Township officials throughout McHenry County are weighing the question of township elimination, but some officials are confused about the logistics of an abolishment decision.
The fate of McHenry and Nunda townships lies in the hands of voters this March, and other townships are discussing whether to pursue similar measures.
Gov. JB Pritzker signed a law this August that gives McHenry County voters the option to dissolve all 17 county townships via referendum. State Rep. David McSweeney, R-Barrington Hills, introduced the bill.
One common question among township officials is, “What happens next?”
“No one has sent a packet to say this is what it is or isn’t,” Marengo Township Supervisor John Burns said. “It’d be nice if someone said, ‘This is what you have to do and here is what’s going to happen.’ ”
Burns said he believed voters should decide on townships’ fate, but only if they’re informed.
“It’s amazing the lack of information that is out there – what it entails and what the result would be,” he said. “I firmly believe in letting the public decide, but you have to get the facts out first.”
Richmond Township Supervisor Paul Hain expressed similar questions.
“Frankly, we are puzzled with the legislation presented by [McSweeney] and what it means to us,” Hain said. “We haven’t seen any clear path yet as to what is going to happen.”
McHenry Township electors have opted to put the elimination question on the March ballot. A township committee now is considering hiring an agency to study what the financial impact of township elimination would be.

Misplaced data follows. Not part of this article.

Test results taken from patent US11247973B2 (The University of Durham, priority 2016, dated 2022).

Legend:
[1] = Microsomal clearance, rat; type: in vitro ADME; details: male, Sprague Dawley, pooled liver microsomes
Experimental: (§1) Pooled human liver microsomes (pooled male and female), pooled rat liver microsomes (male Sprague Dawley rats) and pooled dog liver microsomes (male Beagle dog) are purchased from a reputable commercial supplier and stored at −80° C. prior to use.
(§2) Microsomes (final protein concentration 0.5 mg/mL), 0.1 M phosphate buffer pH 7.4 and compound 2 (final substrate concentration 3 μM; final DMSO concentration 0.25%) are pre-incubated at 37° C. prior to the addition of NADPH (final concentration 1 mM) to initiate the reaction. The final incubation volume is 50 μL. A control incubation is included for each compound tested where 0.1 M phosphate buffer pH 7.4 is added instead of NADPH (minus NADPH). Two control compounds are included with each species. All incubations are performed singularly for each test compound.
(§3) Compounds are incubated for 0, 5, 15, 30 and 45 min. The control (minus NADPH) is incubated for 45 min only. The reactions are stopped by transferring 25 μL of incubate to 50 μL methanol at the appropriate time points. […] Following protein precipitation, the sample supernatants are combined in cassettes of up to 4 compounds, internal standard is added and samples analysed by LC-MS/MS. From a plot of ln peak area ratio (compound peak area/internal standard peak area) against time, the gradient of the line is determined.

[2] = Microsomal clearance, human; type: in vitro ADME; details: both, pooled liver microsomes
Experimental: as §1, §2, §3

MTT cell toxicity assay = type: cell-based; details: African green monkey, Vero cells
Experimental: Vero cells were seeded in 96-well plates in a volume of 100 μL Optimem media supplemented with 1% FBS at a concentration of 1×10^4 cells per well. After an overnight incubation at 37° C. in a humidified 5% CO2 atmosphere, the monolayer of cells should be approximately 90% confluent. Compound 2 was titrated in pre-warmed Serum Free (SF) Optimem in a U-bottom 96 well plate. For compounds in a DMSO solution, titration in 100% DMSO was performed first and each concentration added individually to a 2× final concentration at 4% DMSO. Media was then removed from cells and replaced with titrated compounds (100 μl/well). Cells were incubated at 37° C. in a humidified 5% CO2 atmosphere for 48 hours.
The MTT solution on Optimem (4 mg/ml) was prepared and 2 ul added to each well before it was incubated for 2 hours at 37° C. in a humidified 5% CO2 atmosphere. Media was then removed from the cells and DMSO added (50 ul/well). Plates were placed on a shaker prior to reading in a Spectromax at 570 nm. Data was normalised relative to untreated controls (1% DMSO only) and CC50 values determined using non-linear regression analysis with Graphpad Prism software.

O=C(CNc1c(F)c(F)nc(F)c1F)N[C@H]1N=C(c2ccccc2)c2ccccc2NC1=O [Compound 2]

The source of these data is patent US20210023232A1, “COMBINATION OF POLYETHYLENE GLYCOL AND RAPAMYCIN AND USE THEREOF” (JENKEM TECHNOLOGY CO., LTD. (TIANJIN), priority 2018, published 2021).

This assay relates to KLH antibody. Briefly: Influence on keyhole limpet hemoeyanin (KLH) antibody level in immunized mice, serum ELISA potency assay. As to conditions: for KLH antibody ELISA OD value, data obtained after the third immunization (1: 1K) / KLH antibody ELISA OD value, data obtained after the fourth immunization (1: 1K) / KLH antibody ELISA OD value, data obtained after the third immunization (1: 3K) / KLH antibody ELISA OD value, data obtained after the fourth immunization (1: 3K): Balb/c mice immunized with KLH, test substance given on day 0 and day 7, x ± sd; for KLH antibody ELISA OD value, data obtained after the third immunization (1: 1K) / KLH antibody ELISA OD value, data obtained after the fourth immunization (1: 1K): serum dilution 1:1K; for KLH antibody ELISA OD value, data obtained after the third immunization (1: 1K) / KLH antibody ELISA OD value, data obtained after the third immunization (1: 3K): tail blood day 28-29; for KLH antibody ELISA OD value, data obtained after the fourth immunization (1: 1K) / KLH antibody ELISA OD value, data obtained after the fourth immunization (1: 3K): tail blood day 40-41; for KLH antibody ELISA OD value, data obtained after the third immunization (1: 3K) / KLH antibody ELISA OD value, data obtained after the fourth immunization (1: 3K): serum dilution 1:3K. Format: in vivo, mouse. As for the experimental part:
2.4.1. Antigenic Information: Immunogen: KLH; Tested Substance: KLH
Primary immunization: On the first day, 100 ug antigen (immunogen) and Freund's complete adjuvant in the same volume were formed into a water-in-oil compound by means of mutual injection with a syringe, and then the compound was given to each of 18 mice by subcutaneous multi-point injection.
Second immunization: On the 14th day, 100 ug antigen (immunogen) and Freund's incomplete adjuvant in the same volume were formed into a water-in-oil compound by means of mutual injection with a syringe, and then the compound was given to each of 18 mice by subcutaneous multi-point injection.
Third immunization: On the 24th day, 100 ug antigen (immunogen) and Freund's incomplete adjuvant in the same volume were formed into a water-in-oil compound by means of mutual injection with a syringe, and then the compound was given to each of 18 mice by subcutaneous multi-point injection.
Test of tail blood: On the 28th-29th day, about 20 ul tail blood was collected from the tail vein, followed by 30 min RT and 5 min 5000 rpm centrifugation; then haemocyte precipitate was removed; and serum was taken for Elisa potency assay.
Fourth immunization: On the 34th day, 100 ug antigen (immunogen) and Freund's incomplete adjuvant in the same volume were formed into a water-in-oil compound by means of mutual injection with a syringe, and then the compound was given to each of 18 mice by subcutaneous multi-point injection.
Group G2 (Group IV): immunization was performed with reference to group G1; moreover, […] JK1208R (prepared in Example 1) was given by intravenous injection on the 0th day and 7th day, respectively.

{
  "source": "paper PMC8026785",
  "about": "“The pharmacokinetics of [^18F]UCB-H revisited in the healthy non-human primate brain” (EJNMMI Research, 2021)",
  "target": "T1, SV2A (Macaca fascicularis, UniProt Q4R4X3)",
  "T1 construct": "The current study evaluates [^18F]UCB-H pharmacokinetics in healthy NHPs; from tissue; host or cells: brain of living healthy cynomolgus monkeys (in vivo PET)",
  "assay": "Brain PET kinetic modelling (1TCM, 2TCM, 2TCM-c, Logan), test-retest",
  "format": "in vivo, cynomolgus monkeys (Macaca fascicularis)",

The committee – composed of Craig Adams, the township supervisor; Bob Anderson, a township board trustee who has been fighting to abolish townships for decades; Jim Condon, the township road district’s highway commissioner; and John Macrito, a township resident and activist who has been fighting to save the township and its services – will meet for the second time at 1 p.m. Thursday at the township building, 3703 N. Richmond Road.
Township Supervisor Craig Adams said he has drafted some specifications for the request-for-proposal ,but the committee will discuss what should be added to the request, and possibility where to send it at Thursday’s meeting.
Nunda Township’s board recently voted to place the question of elimination on the March ballot as well. If voters approve the measure, the township wouldn’t be eliminated until 2037.
The resolution comes as McHenry and Nunda townships’ road districts are in the process of suing McHenry County to challenge the constitutionality of the law.
Some township officials said that taxes will go up if townships are eliminated as McHenry County would bear the burden of taking over township duties.
Seneca Township Supervisor James Kagel said that his rural township’s main function is to handle the roads. Salt, gravel and paving costs are the same for any governmental unit, he said.
“The only variation is that county employees are union-scale with benefits,” he said. “Our township doesn’t operate that way. I would hate to see townships in rural areas eliminated and it ends up costing us more. I would be very unhappy with that situation.”
McHenry County officials are working to put a plan in place in the event of township elimination, but the financial piece cannot be fully answered yet, County Administrator Peter Austin said.
“I don’t know that it’s our role to be definitive on that,” Austin said. “Some gets back to the policy questions. If the township is running a social service – be it senior rides or bingo or a food pantry – those kinds of things are really valued but not mandatory. I can’t answer whether those would exist in the future. That’s a policy question and it plays into the question of ‘Will it save money?’ ”
County Board members have been discussing the possibilities since the spring, he said. The process has included discussions with the financial, administrative services and transportation committees. Legal, policy, operational and administrative questions have been turned over to the offices in charge of those issues.
“We will get a good handle on [the operational and legal] questions in the next 30 days,” he said. “The policy questions are for the policy makers.”